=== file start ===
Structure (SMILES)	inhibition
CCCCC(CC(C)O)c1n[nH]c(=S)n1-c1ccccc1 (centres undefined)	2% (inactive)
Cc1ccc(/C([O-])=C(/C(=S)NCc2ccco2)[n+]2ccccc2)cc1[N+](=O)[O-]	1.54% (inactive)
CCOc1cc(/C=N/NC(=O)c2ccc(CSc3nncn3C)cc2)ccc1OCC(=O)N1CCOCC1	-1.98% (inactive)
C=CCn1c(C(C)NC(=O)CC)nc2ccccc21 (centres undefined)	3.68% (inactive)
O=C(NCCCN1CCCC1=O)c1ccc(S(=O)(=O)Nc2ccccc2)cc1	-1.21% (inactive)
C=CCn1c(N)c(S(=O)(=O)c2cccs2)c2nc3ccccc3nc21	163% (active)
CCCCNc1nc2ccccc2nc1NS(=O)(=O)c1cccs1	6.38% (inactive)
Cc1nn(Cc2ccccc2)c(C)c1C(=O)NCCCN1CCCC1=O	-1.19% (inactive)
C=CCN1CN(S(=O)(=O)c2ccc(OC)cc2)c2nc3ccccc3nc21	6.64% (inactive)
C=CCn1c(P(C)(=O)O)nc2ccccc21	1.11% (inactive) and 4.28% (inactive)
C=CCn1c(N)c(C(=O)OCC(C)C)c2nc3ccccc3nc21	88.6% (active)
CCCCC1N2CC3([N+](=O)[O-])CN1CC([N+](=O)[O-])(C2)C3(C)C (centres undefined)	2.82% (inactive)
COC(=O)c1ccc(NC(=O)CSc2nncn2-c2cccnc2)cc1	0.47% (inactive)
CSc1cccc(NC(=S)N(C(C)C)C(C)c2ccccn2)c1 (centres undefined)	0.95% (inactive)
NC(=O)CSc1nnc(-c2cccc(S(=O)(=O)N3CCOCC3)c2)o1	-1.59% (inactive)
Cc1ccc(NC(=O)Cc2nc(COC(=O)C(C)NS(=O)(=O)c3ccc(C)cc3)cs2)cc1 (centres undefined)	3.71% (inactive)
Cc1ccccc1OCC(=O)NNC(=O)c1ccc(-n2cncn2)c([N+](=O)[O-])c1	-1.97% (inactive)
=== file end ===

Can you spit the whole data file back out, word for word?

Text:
Structure (SMILES)	inhibition
CCCCC(CC(C)O)c1n[nH]c(=S)n1-c1ccccc1 (centres undefined)	2% (inactive)
Cc1ccc(/C([O-])=C(/C(=S)NCc2ccco2)[n+]2ccccc2)cc1[N+](=O)[O-]	1.54% (inactive)
CCOc1cc(/C=N/NC(=O)c2ccc(CSc3nncn3C)cc2)ccc1OCC(=O)N1CCOCC1	-1.98% (inactive)
C=CCn1c(C(C)NC(=O)CC)nc2ccccc21 (centres undefined)	3.68% (inactive)
O=C(NCCCN1CCCC1=O)c1ccc(S(=O)(=O)Nc2ccccc2)cc1	-1.21% (inactive)
C=CCn1c(N)c(S(=O)(=O)c2cccs2)c2nc3ccccc3nc21	163% (active)
CCCCNc1nc2ccccc2nc1NS(=O)(=O)c1cccs1	6.38% (inactive)
Cc1nn(Cc2ccccc2)c(C)c1C(=O)NCCCN1CCCC1=O	-1.19% (inactive)
C=CCN1CN(S(=O)(=O)c2ccc(OC)cc2)c2nc3ccccc3nc21	6.64% (inactive)
C=CCn1c(P(C)(=O)O)nc2ccccc21	1.11% (inactive) and 4.28% (inactive)
C=CCn1c(N)c(C(=O)OCC(C)C)c2nc3ccccc3nc21	88.6% (active)
CCCCC1N2CC3([N+](=O)[O-])CN1CC([N+](=O)[O-])(C2)C3(C)C (centres undefined)	2.82% (inactive)
COC(=O)c1ccc(NC(=O)CSc2nncn2-c2cccnc2)cc1	0.47% (inactive)
CSc1cccc(NC(=S)N(C(C)C)C(C)c2ccccn2)c1 (centres undefined)	0.95% (inactive)
NC(=O)CSc1nnc(-c2cccc(S(=O)(=O)N3CCOCC3)c2)o1	-1.59% (inactive)
Cc1ccc(NC(=O)Cc2nc(COC(=O)C(C)NS(=O)(=O)c3ccc(C)cc3)cs2)cc1 (centres undefined)	3.71% (inactive)
Cc1ccccc1OCC(=O)NNC(=O)c1ccc(-n2cncn2)c([N+](=O)[O-])c1	-1.97% (inactive)